The National Rifle Association is under fire for banning weapons at its upcoming NRA Institute for Legislative Action Leadership Forum, which will take place May 4. Vice President Mike Pence will be speaking at the event.
On the announcement of Pence’s inclusion in the joint NRA-ILA Leadership Forum, the NRA added a disclaimer that “firearms and firearm accessories, knives or weapons of any kind” will be prohibited during his attendance. The NRA said that the United States Secret Service will be providing security at the event, so weapons are not allowed.
Outside of the Pence speaking event, the NRA said lawfully carried firearms will be permitted in the convention center and host hotel, encouraging attendees to follow federal, state and local laws on carrying firearms.
The NRA has championed the concept that good guys with guns will stop bad guys with guns since the organization’s conception. According to its website, the NRA wants gun owners to be able to defend their property and loved ones with their own firearms — and that owning a firearm is a symbol of freedom, rather than one of violence or destruction.
After the announcement, survivors of the Parkland, Florida, school shooting and members of its surrounding community began to outwardly criticize the ban, mostly via Twitter. Most of the tweets questioned why the NRA was banning guns in order to protect Pence but not to protect students and implied that the act was hypocritical.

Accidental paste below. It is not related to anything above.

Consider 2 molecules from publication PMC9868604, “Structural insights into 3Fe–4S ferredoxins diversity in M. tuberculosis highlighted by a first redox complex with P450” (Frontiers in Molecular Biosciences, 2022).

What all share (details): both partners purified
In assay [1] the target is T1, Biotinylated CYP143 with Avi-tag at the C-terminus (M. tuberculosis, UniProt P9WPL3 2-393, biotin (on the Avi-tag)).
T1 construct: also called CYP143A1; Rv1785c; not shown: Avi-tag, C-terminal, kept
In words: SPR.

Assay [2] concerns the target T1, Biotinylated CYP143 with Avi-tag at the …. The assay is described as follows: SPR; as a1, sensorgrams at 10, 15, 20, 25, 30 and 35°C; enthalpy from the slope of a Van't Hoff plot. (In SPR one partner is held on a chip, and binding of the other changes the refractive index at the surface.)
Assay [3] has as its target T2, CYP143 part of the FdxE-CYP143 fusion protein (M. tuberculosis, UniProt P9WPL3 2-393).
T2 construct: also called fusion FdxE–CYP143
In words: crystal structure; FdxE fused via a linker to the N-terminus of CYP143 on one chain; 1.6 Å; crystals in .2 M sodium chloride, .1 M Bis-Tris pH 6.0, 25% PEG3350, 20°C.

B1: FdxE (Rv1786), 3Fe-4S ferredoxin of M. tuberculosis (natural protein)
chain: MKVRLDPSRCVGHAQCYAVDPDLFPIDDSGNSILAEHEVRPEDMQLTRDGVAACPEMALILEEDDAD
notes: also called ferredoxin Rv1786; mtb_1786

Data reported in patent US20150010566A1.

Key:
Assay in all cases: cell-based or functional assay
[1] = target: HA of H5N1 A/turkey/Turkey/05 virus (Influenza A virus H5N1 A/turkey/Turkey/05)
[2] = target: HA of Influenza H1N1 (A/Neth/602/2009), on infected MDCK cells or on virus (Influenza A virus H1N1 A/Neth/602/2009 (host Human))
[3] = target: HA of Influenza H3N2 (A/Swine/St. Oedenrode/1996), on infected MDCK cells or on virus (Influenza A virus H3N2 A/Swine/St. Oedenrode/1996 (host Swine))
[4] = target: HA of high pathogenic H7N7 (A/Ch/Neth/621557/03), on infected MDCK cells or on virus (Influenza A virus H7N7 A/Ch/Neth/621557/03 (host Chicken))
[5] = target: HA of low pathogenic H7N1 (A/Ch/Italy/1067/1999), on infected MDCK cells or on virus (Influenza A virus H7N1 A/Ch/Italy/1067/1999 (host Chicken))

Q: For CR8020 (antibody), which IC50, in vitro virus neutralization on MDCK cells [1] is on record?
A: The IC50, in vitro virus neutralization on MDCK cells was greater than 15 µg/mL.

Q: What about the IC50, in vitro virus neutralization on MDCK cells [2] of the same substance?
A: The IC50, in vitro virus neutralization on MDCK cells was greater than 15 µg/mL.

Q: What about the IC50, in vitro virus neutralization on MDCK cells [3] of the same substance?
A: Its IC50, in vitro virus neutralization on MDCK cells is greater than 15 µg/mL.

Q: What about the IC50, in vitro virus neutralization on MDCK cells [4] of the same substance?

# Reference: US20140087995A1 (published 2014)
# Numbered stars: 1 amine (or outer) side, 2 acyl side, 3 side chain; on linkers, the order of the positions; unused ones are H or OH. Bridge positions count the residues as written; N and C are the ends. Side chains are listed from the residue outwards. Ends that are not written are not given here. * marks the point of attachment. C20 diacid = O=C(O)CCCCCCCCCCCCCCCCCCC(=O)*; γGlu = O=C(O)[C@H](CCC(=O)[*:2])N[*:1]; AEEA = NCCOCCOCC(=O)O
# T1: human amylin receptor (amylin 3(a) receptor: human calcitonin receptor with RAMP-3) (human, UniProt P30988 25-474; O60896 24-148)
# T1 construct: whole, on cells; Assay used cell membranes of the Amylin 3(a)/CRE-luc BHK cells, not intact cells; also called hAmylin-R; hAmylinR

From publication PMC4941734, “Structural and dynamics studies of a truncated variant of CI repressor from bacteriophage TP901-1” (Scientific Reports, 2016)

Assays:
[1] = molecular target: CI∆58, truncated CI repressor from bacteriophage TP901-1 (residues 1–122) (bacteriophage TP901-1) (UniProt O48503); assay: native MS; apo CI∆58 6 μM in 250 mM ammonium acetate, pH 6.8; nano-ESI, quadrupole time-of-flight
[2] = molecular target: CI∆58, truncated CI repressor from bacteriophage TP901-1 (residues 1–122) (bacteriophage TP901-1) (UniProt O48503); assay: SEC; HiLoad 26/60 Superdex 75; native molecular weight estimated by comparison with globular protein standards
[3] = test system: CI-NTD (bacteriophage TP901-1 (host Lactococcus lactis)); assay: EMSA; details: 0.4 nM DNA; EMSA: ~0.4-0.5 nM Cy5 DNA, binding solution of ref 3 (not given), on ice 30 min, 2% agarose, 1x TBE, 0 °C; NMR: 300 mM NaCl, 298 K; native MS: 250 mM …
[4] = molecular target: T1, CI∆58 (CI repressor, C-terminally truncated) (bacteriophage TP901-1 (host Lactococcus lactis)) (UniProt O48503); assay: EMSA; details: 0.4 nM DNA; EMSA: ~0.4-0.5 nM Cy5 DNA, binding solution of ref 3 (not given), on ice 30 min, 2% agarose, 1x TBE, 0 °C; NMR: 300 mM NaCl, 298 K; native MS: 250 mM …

Cameron Kasky, a survivor of the shooting, posted a screenshot of the disclaimer on Twitter. Following the announcement April 28, he tweeted the “NRA has evolved into a hilarious parody of itself.”
Parkland student Matt Deitsch responded to Kasky’s tweet with outrage. In his tweet, he wrote that “it sounds like the NRA wants to protect people who help them sell guns, not kids.”
Fred Guttenberg, father of 14-year-old Jaime Guttenberg who was killed in the attack, also criticized the NRA’s ban on firearms. He wrote multiple tweets saying the NRA’s ban is an acknowledgment of the true danger of guns, which is hypocritical in light of their claims of gun-owners not being a threat to the public.
“This is a removal of guns from a public building,” Guttenberg tweeted. “The NRA should be true to its values and ask [Trump] and [Pence] not to come if they cannot protect them with all those armed citizens. I think all citizens should be protected from the murderous impact of guns.”
Alyssa Milano, actress and advocate for gun control, has also started a petition demanding that Pence does not attend the conference, stating that his attendance shows “the NRA’s extremist agenda donations are more valuable to [him] than the lives lost.”
The conference will take place from May 3–6 at the Kay Bailey Hutchison Convention Center in Dallas.